A delegation of Russian brethren was sent to Fr Ioanniky entreating him to come to St Panteleimon Monastery, but he refused to leave his kellion. Next Elder Arseny was begged to come to St Panteleimon’s, but unsurprisingly he also refused. The delegation again went to Fr Ioanniky, but the young hermit declined the invitation: “Although I love your holy house for the strictness of its life, I can in no way agree to come and live with you. I have left Russia so as to avoid being ordained. Furthermore, I cannot endure your severe cenobitic rule on account of my ill health.”
In despair the Russians asked the elder what to do. He advised them to fast and say special prayers for a week, and then return to him. At last Fr Arseny received them and joyfully proclaimed: “It is God’s will that Fr Ioanniky be in the Russian monastery.”
Parfeny (Ageev) recalls how Fr Ioanniky’s brotherhood was taken by surprise:
We … along with our [Fr] Ioanniky, knew nothing [of this]. Suddenly a note was delivered to us from the [elder] requesting that all three of us go to see him. We were amazed, for why should he summon all three of us at once? When we arrived … he told us to go to the church; he put on his epitracheilion / stole, and began thus: “Fr Ioanniky, the Lord blesses you to enter the Russian cenobitic monastery with your disciples. Sell your kellion / hermitage.”
With characteristic emotion Ageev describes how all three burst into tears and fell to the ground begging the elder to relent. Fr Ioanniky protested that he had left Russia with the express intention of avoiding ordination—for he knew that if he were to enter the monastery, he would become dukhovnik / spiritual father to the Russians and therefore would have to become a priest. He also protested that his health was too weak “to endure Greek food,” and that he had arrived on the Mountain “not to be in authority,” but to spend his life in eremitical seclusion.
The elder upbraided Ioanniky:
All things are good at the right time: it is good to avoid ordination, and good to accept it for the glory of the God, should the Lord so choose. Just as it is evil to seek ordination, so it is evil to resist God’s will. That you are weak in health, the Lord knows better than you …. He chose you; He will grant you health. As for what you say of wishing to conquer your passions in eremitical seclusion … one can achieve this [as a hermit], provided that one lives according to God’s will. But in the cenobitic life one can both [conquer the passions] and [be one with God], for eremitical seclusion merely deadens the passions, whereas the cenobitic life destroys them entirely, burying them in humble obedience and the cutting off of one’s will …. For nowhere can one find true monastic life other than in a cenobium. Further, you desire to save but two souls. Go and save twenty, and in time fifty. You must care for everyone. You must set up the Russian house and through you it will gain glory. Oppose God’s will no more.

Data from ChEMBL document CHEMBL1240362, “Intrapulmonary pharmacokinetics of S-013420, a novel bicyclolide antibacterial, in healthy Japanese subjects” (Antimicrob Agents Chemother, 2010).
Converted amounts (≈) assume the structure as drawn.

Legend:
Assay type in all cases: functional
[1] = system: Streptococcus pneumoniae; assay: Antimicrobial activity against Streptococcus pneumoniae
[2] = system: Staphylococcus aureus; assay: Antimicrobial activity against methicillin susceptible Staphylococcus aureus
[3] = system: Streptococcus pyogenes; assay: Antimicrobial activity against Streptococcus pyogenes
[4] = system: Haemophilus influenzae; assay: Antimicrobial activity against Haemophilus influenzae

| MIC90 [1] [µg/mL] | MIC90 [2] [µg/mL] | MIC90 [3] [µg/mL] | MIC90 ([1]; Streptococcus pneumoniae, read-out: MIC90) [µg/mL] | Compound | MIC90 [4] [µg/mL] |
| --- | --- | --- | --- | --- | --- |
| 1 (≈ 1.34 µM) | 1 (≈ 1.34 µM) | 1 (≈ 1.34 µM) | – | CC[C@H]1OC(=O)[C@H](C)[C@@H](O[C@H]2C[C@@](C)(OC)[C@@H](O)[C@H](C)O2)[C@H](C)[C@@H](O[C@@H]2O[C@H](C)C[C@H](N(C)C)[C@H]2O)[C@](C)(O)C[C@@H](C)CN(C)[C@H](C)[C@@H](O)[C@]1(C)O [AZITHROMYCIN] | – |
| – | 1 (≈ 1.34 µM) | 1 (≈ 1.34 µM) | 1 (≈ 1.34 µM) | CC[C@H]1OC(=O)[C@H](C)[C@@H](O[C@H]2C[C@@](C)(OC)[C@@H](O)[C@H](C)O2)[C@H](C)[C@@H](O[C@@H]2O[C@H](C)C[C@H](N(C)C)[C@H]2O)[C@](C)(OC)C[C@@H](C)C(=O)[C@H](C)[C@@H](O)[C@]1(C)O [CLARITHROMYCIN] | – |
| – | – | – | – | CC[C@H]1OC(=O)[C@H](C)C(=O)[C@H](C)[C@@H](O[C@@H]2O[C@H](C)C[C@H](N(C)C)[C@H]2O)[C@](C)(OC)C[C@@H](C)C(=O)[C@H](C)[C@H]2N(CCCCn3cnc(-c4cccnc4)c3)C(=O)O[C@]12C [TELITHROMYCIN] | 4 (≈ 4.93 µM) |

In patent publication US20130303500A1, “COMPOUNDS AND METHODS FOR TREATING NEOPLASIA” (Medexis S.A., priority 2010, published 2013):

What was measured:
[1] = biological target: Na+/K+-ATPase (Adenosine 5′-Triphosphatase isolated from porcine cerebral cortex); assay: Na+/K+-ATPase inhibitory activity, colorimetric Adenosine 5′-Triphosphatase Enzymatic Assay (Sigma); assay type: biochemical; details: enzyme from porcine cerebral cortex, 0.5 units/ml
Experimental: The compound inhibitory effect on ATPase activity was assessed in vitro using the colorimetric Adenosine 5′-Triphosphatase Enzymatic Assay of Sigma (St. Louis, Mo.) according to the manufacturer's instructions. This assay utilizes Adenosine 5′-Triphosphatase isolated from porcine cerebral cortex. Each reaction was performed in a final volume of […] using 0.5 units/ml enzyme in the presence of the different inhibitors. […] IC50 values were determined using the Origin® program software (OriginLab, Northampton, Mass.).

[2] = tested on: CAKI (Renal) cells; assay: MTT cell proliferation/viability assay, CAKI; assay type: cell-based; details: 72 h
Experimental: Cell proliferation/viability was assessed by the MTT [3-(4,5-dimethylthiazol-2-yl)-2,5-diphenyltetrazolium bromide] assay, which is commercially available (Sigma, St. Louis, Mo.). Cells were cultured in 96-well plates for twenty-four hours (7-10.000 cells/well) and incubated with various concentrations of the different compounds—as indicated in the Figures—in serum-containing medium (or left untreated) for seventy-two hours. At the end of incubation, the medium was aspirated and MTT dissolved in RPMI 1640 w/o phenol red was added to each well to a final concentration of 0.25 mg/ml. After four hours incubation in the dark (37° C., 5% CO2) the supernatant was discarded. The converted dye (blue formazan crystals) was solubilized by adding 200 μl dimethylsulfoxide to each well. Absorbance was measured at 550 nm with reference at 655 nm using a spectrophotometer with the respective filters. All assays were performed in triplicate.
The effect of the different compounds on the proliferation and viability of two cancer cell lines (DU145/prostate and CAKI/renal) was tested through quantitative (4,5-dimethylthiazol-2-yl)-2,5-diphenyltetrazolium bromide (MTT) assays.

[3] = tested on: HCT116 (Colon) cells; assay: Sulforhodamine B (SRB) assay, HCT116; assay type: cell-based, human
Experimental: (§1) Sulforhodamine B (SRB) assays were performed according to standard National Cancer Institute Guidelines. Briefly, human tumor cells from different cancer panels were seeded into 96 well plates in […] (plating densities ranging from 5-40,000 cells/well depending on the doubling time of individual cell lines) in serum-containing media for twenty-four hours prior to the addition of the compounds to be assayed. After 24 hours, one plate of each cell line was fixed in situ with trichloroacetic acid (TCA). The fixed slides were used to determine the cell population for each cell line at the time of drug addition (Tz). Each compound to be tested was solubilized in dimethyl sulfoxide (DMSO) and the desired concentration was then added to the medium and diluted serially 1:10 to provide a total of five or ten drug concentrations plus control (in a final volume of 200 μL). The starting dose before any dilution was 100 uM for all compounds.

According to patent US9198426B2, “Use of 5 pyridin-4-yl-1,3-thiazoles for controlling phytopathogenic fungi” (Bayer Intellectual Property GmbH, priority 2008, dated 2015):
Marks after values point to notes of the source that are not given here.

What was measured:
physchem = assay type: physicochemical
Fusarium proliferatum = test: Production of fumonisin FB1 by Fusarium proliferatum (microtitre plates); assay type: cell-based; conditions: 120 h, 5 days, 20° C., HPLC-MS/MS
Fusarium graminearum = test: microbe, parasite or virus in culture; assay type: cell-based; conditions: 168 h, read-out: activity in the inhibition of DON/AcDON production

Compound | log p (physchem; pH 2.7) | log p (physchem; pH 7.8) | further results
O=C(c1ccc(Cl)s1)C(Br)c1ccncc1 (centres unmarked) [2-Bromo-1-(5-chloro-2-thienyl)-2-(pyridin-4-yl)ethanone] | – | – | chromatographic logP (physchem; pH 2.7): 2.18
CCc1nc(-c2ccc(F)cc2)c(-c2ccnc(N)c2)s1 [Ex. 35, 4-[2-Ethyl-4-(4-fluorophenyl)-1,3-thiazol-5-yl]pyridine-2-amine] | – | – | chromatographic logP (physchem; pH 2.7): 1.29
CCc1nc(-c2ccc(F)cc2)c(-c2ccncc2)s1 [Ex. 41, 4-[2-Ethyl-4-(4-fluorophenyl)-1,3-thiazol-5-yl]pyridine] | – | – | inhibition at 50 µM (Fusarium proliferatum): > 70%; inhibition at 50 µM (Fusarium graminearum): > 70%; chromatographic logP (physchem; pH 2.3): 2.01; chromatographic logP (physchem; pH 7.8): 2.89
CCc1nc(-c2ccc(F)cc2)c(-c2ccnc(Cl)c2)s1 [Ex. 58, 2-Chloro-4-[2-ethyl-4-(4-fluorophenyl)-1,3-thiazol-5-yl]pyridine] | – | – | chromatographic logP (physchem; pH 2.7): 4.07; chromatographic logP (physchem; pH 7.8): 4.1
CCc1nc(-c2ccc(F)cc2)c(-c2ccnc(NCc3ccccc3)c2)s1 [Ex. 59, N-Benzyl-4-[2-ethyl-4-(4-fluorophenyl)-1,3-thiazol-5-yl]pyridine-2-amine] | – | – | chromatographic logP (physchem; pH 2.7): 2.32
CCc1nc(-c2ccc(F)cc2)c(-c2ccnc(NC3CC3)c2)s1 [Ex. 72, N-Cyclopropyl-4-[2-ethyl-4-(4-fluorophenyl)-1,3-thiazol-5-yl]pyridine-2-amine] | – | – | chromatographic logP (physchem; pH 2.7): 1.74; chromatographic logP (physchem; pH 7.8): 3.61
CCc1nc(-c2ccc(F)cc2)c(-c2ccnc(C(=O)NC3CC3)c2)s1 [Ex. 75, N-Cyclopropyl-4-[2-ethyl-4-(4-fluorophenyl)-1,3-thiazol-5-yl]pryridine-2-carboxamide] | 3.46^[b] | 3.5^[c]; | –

For two weeks Fr Ioanniky and his disciples gave the chattels stored in his kellion away to the poor, who were fed by two cooks working full time. A year’s supply of flour, fish, oil, and wine was distributed. Fr Ioanniky’s party eventually left for the monastery on twelve mules, taking with them his vestments, clothing, and books. The future spiritual father and leader of the Russian brotherhood had come to the Holy Mountain a wealthy man. This was a far cry from rigorous non-possession of his own spiritual father, Elder Arseny; and unlike his predecessor, the humble Pavel, he would prove to have a strong character and indomitable will.
Fr Ioanniky (Solomentsov) and his disciples were received with joy at St Panteleimon Monastery on October 20, 1840; a month later he was ordained priest, and the following year he was tonsured to the Great Schema with the name of Ieronim. Thus, four years after his arrival on the Holy Mountain, unwillingly but in obedience to his elder, Priest Ieronim of the Great Schema found himself to be the spiritual father and leader of a small but growing Russian brotherhood in the mainly Greek St Panteleimon monastery. There were eleven Russians there in 1840, one hundred in 1859, and five hundred at Fr Ieronim’s death in 1885.
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Nicholas Fennell is the author of four books on Athonite Russian history and has been researching and visiting Mount Athos since the 1980s. He holds a MA in Modern and Mediaeval Languages from Trinity College Cambridge, where he was a Senior Scholar, and a PhD from Southampton University. He is a member of the Friends of Mount Athos and of the Institute of the Athonite Legacy in Ukraine.